SPONSORED FEATURES
Independent Dating
and  

By clicking 'Search' you
are agreeing to our
Terms of Use.

iJobs Job Widget
iJobs General

SThree: Recruitment Consultant

competitive + incentives + uncapped comms: SThree: Did you know? 98% of our di...

SThree: Trainee Recruitment Consultant

competitive: SThree: Did you know? 98% of our directors started with SThree as...

SThree: Trainee Recruitment Consultant

£20000 - £25000 per annum + competitive: SThree: Are you passionate about sa...

Recruitment Genius: Junior Sales Executive - OTE £28,000

£15000 - £18000 per annum: Recruitment Genius: This is a great opportunity for...

Day In a Page

Turkey-Kurdish conflict: Obama's deal with Ankara is a betrayal of Syrian Kurds and may not even weaken Isis

US betrayal of old ally brings limited reward

Since the accord, the Turks have only waged war on Kurds while no US bomber has used Incirlik airbase, says Patrick Cockburn
VIPs gather for opening of second Suez Canal - but doubts linger over security

'A gift from Egypt to the rest of the world'

VIPs gather for opening of second Suez Canal - but is it really needed?
Jeremy Corbyn dresses abysmally. That's a great thing because it's genuine

Jeremy Corbyn dresses abysmally. That's a great thing because it's genuine

Fashion editor, Alexander Fury, applauds a man who clearly has more important things on his mind
The male menopause and intimations of mortality

Aches, pains and an inkling of mortality

So the male menopause is real, they say, but what would the Victorians, 'old' at 30, think of that, asks DJ Taylor
Man Booker Prize 2015: Anna Smaill - How can I possibly be on the list with these writers I have idolised?

'How can I possibly be on the list with these writers I have idolised?'

Man Booker Prize nominee Anna Smaill on the rise of Kiwi lit
Bettany Hughes interview: The historian on how Socrates would have solved Greece's problems

Bettany Hughes interview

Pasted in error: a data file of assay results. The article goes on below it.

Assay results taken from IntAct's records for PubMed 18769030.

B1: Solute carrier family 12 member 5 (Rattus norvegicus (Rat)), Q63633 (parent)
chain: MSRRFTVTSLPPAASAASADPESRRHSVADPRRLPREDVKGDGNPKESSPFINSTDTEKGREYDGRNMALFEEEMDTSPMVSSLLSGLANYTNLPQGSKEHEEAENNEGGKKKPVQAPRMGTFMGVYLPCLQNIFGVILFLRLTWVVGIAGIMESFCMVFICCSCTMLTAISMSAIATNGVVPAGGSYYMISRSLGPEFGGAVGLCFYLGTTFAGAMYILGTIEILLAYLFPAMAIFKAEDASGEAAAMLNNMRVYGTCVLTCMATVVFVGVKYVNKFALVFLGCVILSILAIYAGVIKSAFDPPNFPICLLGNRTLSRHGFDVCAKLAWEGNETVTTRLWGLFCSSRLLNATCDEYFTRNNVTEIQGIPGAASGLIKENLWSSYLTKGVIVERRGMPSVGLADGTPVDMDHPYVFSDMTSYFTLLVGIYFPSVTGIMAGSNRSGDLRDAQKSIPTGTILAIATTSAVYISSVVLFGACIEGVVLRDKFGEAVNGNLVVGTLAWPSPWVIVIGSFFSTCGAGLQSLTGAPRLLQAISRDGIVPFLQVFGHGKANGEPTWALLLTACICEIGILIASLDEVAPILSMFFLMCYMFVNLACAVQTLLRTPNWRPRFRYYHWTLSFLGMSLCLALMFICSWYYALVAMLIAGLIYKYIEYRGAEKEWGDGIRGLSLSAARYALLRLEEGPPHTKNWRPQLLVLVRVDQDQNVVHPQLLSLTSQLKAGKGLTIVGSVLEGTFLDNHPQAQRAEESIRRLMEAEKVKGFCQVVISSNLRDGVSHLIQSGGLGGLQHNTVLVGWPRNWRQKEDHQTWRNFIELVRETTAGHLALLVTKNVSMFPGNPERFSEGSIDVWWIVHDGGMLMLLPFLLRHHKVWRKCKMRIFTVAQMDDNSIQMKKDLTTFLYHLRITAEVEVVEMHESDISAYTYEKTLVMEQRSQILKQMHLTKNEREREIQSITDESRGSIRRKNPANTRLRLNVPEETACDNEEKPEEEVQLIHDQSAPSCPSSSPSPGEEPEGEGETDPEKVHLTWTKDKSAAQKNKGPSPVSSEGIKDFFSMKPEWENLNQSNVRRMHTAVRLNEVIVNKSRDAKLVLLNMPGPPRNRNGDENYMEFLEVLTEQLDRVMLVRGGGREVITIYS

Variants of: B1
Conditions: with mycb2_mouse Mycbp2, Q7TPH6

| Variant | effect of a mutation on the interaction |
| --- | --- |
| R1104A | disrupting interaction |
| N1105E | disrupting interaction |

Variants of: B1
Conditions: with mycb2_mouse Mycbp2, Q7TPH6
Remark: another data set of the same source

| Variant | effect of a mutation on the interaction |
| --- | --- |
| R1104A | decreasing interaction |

The historian on how Socrates would have solved Greece's problems
Art of the state: Pyongyang propaganda posters to be exhibited in China

Art of the state

Pyongyang propaganda posters to be exhibited in China
Mildreds and Vanilla Black have given vegetarian food a makeover in new cookbooks

Vegetarian food gets a makeover

Long-time vegetarian Holly Williams tries to recreate some of the inventive recipes in Mildreds and Vanilla Black's new cookbooks
The haunting of Shirley Jackson: Was the gothic author's life really as bleak as her fiction?

The haunting of Shirley Jackson

Was the gothic author's life really as bleak as her fiction?
Bill Granger recipes: Heading off on holiday? Try out our chef's seaside-inspired dishes...

Bill Granger's seaside-inspired recipes

These dishes are so easy to make, our chef is almost embarrassed to call them recipes
Ashes 2015: Tourists are limp, leaderless and distinctly UnAustralian

Tourists are limp, leaderless and distinctly UnAustralian

A woefully out-of-form Michael Clarke embodies his team's fragile Ashes campaign, says Michael Calvin
Blairites be warned, this could be the moment Labour turns into Syriza

Andrew Grice: Inside Westminster

Blairites be warned, this could be the moment Labour turns into Syriza
HMS Victory: The mystery of Britain's worst naval disaster is finally solved - 271 years later

The mystery of Britain's worst naval disaster is finally solved - 271 years later

Exclusive: David Keys reveals the research that finally explains why HMS Victory went down with the loss of 1,100 lives
Survivors of the Nagasaki atomic bomb attack: Japan must not abandon its post-war pacifism

'I saw people so injured you couldn't tell if they were dead or alive'

Nagasaki survivors on why Japan must not abandon its post-war pacifism
Jon Stewart: The voice of Democrats who felt Obama had failed to deliver on his 'Yes We Can' slogan, and the voter he tried hardest to keep onside

The voter Obama tried hardest to keep onside

Outgoing The Daily Show host, Jon Stewart, became the voice of Democrats who felt the President had failed to deliver on his ‘Yes We Can’ slogan. Tim Walker charts the ups and downs of their 10-year relationship on screen